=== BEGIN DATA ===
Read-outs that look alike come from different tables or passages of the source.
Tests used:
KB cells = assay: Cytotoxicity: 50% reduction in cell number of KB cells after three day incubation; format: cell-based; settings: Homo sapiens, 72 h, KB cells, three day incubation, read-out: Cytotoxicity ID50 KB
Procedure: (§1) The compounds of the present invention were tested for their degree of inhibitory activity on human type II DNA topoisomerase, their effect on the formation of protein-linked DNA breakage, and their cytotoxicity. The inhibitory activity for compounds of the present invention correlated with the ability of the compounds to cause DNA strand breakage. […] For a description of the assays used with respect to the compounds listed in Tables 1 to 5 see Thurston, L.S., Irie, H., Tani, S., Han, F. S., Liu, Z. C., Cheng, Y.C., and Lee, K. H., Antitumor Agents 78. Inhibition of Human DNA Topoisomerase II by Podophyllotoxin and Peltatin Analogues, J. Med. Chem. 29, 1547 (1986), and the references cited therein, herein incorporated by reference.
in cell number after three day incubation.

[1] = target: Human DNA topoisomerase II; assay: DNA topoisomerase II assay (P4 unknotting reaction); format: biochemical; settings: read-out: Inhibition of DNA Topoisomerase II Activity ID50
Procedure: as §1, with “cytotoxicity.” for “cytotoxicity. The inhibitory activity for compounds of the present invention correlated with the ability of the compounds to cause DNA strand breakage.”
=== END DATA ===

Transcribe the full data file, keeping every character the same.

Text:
Read-outs that look alike come from different tables or passages of the source.
Tests used:
KB cells = assay: Cytotoxicity: 50% reduction in cell number of KB cells after three day incubation; format: cell-based; settings: Homo sapiens, 72 h, KB cells, three day incubation, read-out: Cytotoxicity ID50 KB
Procedure: (§1) The compounds of the present invention were tested for their degree of inhibitory activity on human type II DNA topoisomerase, their effect on the formation of protein-linked DNA breakage, and their cytotoxicity. The inhibitory activity for compounds of the present invention correlated with the ability of the compounds to cause DNA strand breakage. […] For a description of the assays used with respect to the compounds listed in Tables 1 to 5 see Thurston, L.S., Irie, H., Tani, S., Han, F. S., Liu, Z. C., Cheng, Y.C., and Lee, K. H., Antitumor Agents 78. Inhibition of Human DNA Topoisomerase II by Podophyllotoxin and Peltatin Analogues, J. Med. Chem. 29, 1547 (1986), and the references cited therein, herein incorporated by reference.
in cell number after three day incubation.

[1] = target: Human DNA topoisomerase II; assay: DNA topoisomerase II assay (P4 unknotting reaction); format: biochemical; settings: read-out: Inhibition of DNA Topoisomerase II Activity ID50
Procedure: as §1, with “cytotoxicity.” for “cytotoxicity. The inhibitory activity for compounds of the present invention correlated with the ability of the compounds to cause DNA strand breakage.”